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Mars satellite captures image of giant ‘claw marks’

Mars satellite captures image of giant ‘claw marks’

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The fault system — dubbed the “Tantalus Fossae” — is a system of lengthy troughs lying along the eastern flank of a vast, low-lying volcano known as Alba Mons

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The fossae formed around 3.6–3.2 billion years ago as the summit of the volcano rose in elevation, causing the surrounding surface of the Red Planet to crack open.

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As pairs of parallel faults opened up, the rock between them would drop down, forming a trough that geologists refer to as a “graben”.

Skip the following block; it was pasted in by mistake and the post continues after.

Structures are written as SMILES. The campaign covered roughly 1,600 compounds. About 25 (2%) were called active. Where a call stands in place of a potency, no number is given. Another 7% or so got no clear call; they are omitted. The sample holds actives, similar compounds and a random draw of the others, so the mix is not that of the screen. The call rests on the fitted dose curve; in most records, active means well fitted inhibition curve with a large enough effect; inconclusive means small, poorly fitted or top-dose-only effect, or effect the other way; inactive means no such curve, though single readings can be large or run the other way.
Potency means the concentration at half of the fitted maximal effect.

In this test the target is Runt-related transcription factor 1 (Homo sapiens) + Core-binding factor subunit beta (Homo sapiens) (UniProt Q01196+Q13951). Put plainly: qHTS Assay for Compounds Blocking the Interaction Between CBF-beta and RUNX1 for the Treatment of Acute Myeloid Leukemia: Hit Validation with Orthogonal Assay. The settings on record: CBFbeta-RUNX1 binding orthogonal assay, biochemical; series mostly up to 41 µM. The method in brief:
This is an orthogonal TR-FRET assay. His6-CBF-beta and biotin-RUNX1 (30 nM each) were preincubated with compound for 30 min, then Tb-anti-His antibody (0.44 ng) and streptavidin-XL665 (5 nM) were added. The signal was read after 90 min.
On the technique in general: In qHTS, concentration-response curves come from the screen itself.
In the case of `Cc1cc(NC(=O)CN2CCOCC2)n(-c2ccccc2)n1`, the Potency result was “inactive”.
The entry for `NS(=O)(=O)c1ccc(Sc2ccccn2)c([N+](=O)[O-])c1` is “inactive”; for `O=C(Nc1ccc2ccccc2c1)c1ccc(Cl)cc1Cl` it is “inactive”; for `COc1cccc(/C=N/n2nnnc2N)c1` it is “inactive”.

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As the Tantalus Fossae formed on the eastern side of Alba Mons, similar graben structures also developed on the other side of the volcano.

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Together, the two fossae form an incomplete ring around the volcano, stretching over more than 620 miles.

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The grabens, meanwhile, stretch up to 6.2 miles in width and can be some 1,150 feet deep.

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